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If I file for a divorce, who pays the filing fee?

Cambridge, MA |

How much is the filing fee in Ma, is it 215 or 220, i am confused

Attorney Answers 3

  1. Best answer

    The party who files the divorce pays the filing fee at the time of the filing. There is a fee for the complaint for divorce and then a fee for the summons. The summons is then served on your husband either through a sheriff or contstable or on many occasions, I prefer to call the party and see if they will accept service by coming to my office and signing the documents, that saves money and is more considerate, however that is dictated by the clients needs, sometimes its imp to have the papers formerly served. Hope that helps. The bottom line is the cost to file is 220 and and the sheriff is about 50-75 dollars.

    Legal disclaimer: The response given is not intended to create, nor does it create an ongoing duty to respond to questions. The response does not form an attorney-client relationship, nor is it intended to be anything other than the educated opinion of the author. It should not be relied upon as legal advice. The response given is based upon the limited facts provided by the person asking the question. To the extent additional or different facts exist, the response might possibly change. Attorney is licensed to practice law only in the State of Massachusetts. Responses are based solely on Massachusetts law unless stated otherwise.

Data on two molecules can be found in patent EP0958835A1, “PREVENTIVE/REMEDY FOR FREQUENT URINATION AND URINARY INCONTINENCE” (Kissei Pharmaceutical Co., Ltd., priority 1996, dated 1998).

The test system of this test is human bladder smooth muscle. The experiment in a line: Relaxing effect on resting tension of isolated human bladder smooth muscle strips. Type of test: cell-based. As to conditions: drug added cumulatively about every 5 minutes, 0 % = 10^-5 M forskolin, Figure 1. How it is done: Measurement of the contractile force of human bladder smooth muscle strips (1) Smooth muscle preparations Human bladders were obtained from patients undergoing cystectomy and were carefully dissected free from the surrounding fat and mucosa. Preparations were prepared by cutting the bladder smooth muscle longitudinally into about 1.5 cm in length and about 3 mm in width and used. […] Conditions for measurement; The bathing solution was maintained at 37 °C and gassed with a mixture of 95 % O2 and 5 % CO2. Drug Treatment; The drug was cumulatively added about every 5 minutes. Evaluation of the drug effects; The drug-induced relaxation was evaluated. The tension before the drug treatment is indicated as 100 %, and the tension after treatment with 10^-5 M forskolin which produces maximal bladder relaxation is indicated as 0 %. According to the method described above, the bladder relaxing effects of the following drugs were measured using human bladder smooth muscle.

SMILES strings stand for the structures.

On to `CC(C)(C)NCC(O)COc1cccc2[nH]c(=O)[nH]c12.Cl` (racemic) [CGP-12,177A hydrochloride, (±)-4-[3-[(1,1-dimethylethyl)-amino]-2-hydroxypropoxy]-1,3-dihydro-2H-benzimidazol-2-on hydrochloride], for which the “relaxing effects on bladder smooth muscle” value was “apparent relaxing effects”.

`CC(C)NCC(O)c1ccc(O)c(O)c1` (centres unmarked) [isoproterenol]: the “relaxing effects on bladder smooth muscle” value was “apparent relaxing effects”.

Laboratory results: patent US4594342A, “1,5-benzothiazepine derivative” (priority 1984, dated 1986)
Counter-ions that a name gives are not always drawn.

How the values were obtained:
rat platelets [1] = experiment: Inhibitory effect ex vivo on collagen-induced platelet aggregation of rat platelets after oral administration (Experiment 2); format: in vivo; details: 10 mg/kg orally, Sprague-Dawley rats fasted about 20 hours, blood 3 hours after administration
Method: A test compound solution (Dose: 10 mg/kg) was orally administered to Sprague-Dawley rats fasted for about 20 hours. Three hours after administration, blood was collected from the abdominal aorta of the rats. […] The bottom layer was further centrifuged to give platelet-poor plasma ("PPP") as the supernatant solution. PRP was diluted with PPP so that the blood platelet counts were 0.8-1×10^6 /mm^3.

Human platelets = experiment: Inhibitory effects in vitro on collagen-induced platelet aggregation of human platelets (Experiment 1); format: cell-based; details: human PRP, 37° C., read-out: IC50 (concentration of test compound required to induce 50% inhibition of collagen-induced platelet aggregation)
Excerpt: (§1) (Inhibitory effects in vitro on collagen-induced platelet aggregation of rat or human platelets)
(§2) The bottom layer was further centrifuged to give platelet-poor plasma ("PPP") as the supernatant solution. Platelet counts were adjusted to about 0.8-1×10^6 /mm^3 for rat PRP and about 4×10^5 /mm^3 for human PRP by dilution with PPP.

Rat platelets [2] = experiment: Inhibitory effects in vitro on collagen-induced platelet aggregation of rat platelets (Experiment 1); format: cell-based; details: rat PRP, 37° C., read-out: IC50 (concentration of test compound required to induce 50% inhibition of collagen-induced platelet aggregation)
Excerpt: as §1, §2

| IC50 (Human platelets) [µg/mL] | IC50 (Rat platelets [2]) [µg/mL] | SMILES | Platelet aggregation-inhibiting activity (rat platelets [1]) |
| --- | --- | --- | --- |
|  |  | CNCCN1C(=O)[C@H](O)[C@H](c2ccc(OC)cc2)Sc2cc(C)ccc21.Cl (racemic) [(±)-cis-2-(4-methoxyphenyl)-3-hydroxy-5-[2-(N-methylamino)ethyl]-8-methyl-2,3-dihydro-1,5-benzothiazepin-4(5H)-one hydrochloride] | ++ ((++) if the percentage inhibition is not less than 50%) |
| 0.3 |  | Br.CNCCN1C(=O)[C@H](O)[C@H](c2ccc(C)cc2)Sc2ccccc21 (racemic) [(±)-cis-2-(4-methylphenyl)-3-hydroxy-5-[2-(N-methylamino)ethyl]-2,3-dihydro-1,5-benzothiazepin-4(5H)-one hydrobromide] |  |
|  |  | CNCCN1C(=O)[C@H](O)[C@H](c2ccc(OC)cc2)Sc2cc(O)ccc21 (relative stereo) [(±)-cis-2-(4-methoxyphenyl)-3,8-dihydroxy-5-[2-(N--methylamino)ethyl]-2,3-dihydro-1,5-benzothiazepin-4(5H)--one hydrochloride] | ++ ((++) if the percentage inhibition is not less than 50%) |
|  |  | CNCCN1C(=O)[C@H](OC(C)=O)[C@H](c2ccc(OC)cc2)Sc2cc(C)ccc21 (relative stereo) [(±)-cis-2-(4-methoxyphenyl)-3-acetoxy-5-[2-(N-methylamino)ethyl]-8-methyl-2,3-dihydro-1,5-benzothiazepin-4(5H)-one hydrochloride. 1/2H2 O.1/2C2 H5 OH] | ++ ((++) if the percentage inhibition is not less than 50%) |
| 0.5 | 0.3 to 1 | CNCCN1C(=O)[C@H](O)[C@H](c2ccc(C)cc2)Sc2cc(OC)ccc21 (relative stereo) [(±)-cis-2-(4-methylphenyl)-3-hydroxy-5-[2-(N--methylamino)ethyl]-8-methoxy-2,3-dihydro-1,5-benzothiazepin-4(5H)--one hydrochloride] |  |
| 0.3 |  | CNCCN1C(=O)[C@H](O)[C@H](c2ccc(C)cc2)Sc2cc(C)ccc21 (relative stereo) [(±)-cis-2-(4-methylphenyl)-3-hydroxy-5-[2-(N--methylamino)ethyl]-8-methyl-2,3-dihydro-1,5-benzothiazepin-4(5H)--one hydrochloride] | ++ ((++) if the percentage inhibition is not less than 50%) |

2. The person filing pays the fee. That being said, if the parties are in agreement, they are perfectly free to split the fee between themselves. The only rule is that the clerk won't accept the matter for filing until or unless the proper fee is paid. The fee for a summons is $5, so that may be where your confusion is coming from. My strong advice is that - unless this truly does not matter all that much to you - get the assistance of counsel.

  3. If you file, you pay. Call the divorce department clerk to see what forms of payment they accept. Few or none will accept a personal check, so you will need a bank check, money order, or in most courts you can pay with a debit or credit card in-person at the court. Good luck!

    The information you obtain from this Answer is not, nor is it intended to be, legal advice. This Answer is for informational purposes only. If you need legal advice regarding your own situation, please consult an attorney.

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